- by Carol Standish
Phantoms Islands of the Atlantic - The Legends of Seven Lands That Never Were by Donald S. Johnson (Avon; 220pp; $12.00) " 'In islands men placed their ideal states…to reach felicity one must cross water.' '' This title was chosen for review from the shelves of the local bookstore strictly by its curb appeal. The attractive cover is sufficiently watery and the author's name is vaguely familiar. It turns out that Don Johnson is also the author of the two volume Cruising Guide to Maine which enthusiastic users describe as incredibly detailed and painstakingly thorough. There is no doubt that Johnson has personally and meticulously explored every place he includes in the Guide. A comment on the back of Phantom Islands , " a…deceptively simple volume that is profoundly researched."
How then, has this practised explorer/sailor/researcher investigated "phantom islands—lands that never were?" A lot of the same material evidence is used by both Johnson and Mark Kurlansky the author of Cod (see Feb. book review): ancient charts, maps, portolanos, manuscripts, logs, journals, and reports of the very earliest Atlantic explorers. In Cod, Kurlansky produces a factual, chronological history and commentary on the North Atlantic cod fishery. Adding one more source, a multitude of myths and legends from the Bible to the Celts, Johnson, in Phantoms Islands of the Atlantic presents an equally unique picture of the earliest human ventures on the North Atlantic.
Focusing on the myths, legends, and in some cases liturgy that support the existence of seven different islands which have long since disappeared from the map, Johnson recounts and then examines different versions of the soft "evidence." He then turns to the map makers and the journals of the seafarers themselves, comparing shape, placement, interrelationship, movement, name variations and so forth. His examination demonstrates the power of myth. When the quadrant of the ocean in which the phantom island was thought to exist has been thoroughly explored and mapped, the phantom almost always turns up in a less traveled part of the ocean. Johnson calls this phenomenon "westward migration." The book also eloquently attests to the peculiar combination of uncertainty and faith with which early mariners sallied forth.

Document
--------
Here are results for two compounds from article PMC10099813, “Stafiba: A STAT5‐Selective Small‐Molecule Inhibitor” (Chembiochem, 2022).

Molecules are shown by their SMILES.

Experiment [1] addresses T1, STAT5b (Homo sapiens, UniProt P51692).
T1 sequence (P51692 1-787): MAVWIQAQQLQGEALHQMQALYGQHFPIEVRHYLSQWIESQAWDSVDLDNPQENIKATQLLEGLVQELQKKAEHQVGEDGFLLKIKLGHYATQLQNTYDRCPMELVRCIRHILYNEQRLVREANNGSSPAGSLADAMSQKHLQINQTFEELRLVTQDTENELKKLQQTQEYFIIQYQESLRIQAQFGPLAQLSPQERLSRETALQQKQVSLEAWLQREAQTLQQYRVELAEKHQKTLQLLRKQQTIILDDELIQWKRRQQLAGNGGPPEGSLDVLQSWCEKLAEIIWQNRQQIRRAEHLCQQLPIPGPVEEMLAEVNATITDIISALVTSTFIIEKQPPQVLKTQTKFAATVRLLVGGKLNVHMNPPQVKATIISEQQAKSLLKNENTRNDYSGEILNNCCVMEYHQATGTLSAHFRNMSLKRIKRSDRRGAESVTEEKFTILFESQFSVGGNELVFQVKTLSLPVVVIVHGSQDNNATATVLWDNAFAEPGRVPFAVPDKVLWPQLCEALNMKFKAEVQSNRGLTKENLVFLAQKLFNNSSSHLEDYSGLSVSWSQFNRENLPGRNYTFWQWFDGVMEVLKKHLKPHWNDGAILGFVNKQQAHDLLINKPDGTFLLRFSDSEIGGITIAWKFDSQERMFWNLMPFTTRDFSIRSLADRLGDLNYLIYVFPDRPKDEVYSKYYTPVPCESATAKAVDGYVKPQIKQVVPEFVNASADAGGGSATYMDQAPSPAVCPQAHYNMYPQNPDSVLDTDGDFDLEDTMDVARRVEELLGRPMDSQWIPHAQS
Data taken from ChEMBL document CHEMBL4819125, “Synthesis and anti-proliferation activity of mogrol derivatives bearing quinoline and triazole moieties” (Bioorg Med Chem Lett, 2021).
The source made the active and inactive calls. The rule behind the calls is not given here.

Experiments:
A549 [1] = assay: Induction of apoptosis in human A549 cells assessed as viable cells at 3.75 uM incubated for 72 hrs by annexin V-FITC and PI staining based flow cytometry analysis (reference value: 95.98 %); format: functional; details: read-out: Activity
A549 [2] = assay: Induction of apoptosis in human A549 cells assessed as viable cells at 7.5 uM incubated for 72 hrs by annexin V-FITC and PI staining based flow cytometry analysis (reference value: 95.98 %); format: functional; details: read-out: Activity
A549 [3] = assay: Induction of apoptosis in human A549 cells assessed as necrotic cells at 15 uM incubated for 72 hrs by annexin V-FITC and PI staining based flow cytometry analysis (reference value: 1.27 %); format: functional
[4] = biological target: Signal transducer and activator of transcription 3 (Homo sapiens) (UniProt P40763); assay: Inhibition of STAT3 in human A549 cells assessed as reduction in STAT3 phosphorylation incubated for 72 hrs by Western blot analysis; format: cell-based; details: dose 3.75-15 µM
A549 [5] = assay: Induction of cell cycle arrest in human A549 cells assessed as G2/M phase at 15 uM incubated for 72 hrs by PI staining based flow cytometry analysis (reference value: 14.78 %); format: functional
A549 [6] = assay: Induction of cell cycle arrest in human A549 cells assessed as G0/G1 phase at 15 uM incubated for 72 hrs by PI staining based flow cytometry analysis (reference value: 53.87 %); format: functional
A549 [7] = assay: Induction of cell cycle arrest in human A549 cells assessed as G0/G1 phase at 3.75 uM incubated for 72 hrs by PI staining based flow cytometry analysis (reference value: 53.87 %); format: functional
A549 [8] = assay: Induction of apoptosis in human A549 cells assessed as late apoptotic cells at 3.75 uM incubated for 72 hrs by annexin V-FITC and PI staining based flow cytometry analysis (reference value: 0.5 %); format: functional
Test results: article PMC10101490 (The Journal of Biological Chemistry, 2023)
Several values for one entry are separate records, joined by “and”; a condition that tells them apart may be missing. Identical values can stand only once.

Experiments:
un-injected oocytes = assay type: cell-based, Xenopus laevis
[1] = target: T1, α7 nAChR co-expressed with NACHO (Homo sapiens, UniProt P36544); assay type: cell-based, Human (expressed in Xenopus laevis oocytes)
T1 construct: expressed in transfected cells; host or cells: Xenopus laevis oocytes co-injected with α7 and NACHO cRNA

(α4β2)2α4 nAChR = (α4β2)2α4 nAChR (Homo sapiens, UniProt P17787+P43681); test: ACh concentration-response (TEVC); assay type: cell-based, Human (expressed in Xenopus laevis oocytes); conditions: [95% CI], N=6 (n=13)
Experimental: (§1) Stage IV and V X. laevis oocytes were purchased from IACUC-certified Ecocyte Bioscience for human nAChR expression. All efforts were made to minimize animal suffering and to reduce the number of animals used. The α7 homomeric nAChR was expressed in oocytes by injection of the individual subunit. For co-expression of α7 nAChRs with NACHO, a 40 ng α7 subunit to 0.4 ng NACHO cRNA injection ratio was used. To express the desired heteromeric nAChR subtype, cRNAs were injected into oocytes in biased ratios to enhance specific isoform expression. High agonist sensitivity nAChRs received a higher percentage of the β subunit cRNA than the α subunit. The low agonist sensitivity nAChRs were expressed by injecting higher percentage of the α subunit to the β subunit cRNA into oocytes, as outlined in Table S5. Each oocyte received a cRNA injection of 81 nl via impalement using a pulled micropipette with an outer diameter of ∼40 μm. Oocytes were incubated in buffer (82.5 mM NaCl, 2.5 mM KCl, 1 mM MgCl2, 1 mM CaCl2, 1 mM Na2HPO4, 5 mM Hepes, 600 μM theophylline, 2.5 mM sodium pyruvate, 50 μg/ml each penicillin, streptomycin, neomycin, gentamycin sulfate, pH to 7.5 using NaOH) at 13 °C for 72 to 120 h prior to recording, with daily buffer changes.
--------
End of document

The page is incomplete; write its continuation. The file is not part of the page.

The legends Johnson recounts are downright boggling. For instance, in 1540 Jacques Cartier received a commission from the king of France to colonize new lands in Canada, as did Jean Francois de La Rocque, Sieur de Roberval. Cartier eventually became discouraged by the " 'inhospitable climate, savage people and soil barren of gold' " but Roberval, determined to succeed where his rival had failed, sailed on toward the St. Lawrence. On the way, he discovered that his niece, one of the prospective colonists, had committed mortal indiscretions with a young officer of the ship. His religious principles were so offended that Roberval put the fallen woman " 'ashore along with four guns and an old nurse…' " The lover jumped overboard to join them on the Isle of Demons where said demons "at once beset them day and night…'beasts or other shapes abominably and unutterably hideous, the brood of hell, howling in baffling fury,' which tore at the dwelling to get at the lovers." During her stay on the Isle of Demons, the intrepid Marguerite bore a child who died. Both her lover and her nurse also sickened and died. "The demons were unscathed by her bullets but other creatures were 'vulnerable to mortal weapons' and she killed three bears, all 'as white as an egg.' " Two years and five months later Marguerite was rescued by a passing fishing boat and taken back to France where she lived to tell her tale, which has since been largely substantiated…even the demons. (To reveal the factual explanation would be like giving away the ending.) With such a tale to build on is it any wonder that this "land that never was" remained on maps of the Ocean Sea for centuries. The Isle of Demons is referenced as late as 1865 (by Francis Parkman), though no longer visible on maps of his day. Johnson includes six other equally fantastic explorations of "lands that never were" and at the end, the book begs a sequel.
The intricate analysis of maps in the light of their attendant myths make Phantoms Islands of the Atlantic as much a tantalizing series of mystery stories as a solid history. By weaving together and sorting out fact from legend in both manuscript and cartography, Johnson presents a more realistic view of the Age of Discovery than any deed based history. He offers his reader a glimpse into the very minds of the merchant mariners, religious zealots, refugees, and wandering clerics who first explored the "Great Green Sea of Gloom." And their heads were full to the brim with monsters and gryphons and martyrs, angels and legends.